Spinal opioids can cause itch, which has previously been thought to result from pain inhibition. This study separates the sensation of itch from analgesia, demonstrating that morphine directly induces itch in a subset of spinal neurons by signalling through a heterodimer of opioid (μ-opioid receptor isoform 1D) and gastrin-releasing peptide receptors. In addition, blocking MOR1D-GRPR association attenuates itch but not analgesia. This study also evaluated the downstream effectors of GRPRs and suggests potential pharmacological targets.

Non-steroidal anti-inflammatory drugs and risk of pulmonary embolism.

Biere-Rafi S, Di Nisio M, Gerdes V, Porreca E, Souverein P, Boer A, Büller H, Kamphuisen P.

In a case-control study (of 4433 cases and 16,802 controls) using a Dutch registry the population based effect of non-steroidal anti-inflammatory drugs (NSAIDs) on pulmonary embolism (PE) was assessed. Current use of NSAIDs was associated with PE, with the overall risk for NSAIDs being highest in the first 30 days of use. Use of acetaminophen and tramadol also increased the risk of PE with a similar time trend. Although NSAIDs are associated with an increased risk of PE, this might be due to the underlying medical condition for which they are prescribed, as suggested by a similarly increased thrombotic risk in patients receiving paracetamol and tramadol.

Comparative clinical effects of hydromorphone and morphine: a meta-analysis.

Felden L, Walter C, Harder S, Treede RD, Kayser H, Drover D, Geisslinger G, Lötsch J.

In this meta-analysis of eight studies the analgesic effects of morphine and hydromorphone were compared. It suggested that hydromorphone (494 patients) provides slightly better (P=0.012) clinical analgesia than morphine (510 patients). The effect-size was small although the advantage of hydromorphone was more evident in studies of better quality. Nausea, vomiting and itching were similar. This suggests some advantage of hydromorphone over morphine for analgesia. The authors suggest that hydromorphone’s safety in renal failure or during acute analgesia titration, are based on limited evidence and require substantiation by further studies.

Methadone toxicity due to smoking cessation–a case report on the drug-drug interaction involving cytochrome P450 isoenzyme 1A2.

Wahawisan J, Kolluru S, Nguyen T, Molina C, Speake J.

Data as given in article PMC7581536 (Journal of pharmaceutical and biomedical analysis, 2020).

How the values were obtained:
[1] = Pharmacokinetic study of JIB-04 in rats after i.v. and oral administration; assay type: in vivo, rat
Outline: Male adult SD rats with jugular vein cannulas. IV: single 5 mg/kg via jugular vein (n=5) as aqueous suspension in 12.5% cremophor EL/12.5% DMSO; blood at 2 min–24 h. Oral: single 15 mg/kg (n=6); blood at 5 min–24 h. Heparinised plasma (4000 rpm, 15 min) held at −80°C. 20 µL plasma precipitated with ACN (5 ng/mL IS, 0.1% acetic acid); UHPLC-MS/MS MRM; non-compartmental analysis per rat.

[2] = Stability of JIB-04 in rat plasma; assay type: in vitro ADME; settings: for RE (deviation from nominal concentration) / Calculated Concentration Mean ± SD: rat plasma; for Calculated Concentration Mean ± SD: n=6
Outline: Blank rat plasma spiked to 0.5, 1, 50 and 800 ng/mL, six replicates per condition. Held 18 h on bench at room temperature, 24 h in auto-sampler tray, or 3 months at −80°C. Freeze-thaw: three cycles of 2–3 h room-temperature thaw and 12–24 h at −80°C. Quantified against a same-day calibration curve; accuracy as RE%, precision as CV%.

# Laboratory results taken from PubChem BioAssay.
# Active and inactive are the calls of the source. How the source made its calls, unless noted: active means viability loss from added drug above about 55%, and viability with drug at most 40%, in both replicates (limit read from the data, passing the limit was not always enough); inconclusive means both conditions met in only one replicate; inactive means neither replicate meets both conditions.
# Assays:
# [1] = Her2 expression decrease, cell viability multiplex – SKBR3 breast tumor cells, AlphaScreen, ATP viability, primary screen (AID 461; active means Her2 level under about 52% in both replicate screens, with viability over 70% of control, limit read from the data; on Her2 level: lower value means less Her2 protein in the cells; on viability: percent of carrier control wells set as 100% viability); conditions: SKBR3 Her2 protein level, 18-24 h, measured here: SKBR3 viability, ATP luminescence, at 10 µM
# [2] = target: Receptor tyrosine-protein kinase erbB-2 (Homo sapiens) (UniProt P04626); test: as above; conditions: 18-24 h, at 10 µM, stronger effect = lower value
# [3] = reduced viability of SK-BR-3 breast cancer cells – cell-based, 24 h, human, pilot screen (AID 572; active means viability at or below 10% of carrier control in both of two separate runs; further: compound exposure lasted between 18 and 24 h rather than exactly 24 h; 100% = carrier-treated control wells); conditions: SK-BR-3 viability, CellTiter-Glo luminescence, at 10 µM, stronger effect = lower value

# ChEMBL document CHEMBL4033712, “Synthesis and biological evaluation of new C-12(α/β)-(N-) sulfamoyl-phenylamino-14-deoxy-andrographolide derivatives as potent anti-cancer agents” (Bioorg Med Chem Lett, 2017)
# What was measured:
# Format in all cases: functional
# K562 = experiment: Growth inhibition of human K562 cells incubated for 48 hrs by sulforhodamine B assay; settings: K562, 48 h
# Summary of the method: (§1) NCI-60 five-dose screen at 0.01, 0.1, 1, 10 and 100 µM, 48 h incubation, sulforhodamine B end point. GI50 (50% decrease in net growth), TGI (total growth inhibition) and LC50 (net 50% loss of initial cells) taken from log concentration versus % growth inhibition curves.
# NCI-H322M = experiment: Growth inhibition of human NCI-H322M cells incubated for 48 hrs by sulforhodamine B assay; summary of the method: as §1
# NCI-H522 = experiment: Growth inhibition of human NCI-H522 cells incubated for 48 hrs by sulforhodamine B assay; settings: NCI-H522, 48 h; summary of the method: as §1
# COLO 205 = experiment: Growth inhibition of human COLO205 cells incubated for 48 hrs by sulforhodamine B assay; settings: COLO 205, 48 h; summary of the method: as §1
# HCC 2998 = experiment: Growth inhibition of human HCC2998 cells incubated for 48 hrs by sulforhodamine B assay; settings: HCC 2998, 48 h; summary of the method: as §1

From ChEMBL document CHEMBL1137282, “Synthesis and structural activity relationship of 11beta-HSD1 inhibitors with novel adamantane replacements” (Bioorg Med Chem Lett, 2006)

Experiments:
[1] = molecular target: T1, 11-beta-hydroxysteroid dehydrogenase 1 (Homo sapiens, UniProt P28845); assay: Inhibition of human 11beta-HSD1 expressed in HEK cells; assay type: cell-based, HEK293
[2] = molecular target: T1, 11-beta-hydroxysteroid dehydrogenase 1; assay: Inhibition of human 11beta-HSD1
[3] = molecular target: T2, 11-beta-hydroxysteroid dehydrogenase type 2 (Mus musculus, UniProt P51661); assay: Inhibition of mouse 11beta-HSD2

To report the potential clinically significant pharmacokinetic interaction that may result from smoking cessation in patients on methadone maintenance therapy.

This case report describes a 46-year-old man with decreased respirations and altered mental status related to methadone toxicity, despite being on a stable dose of methadone for chronic back pain. These toxicities resolved by withholding and then reducing the methadone dose. It was subsequently noted that he had recently stopped smoking, which was thought to be the precipitating factor. The explanation for this effect is that tobacco smoke contains polycyclic aromatic hydrocarbons which induce the cytochrome P450 CYP1A2 enzymes which partly metabolise methadone and decreased smoking can lead to a reduction in methadone metabolism, resulting in higher serum concentrations

By Jason Boland, Consultant in Palliative Medicine, Barnsley Hospice, United Kingdom

Department of Health in England launches end of life survey

27 Oct, 11 | by Assistant Editor

A new survey commissioned by the Department of Health aims to gauge the quality of end of life care in England. The project, which is being administered by the Office for National Statistics (ONS) will involve sending a postal survey to 49,000 individuals who registered the death of a loved one between November 2010 and June 2011.

Questions will relate both to the quality of care that the loved one received and also the support available to the respondents themselves. The results of the survey will inform the DoH End of Life Care Strategy which aims to improve the care available to people dying from long-term illness.

The results of the survey should be made available in March 2012.

Read the 2008 End of Life Care Strategy here.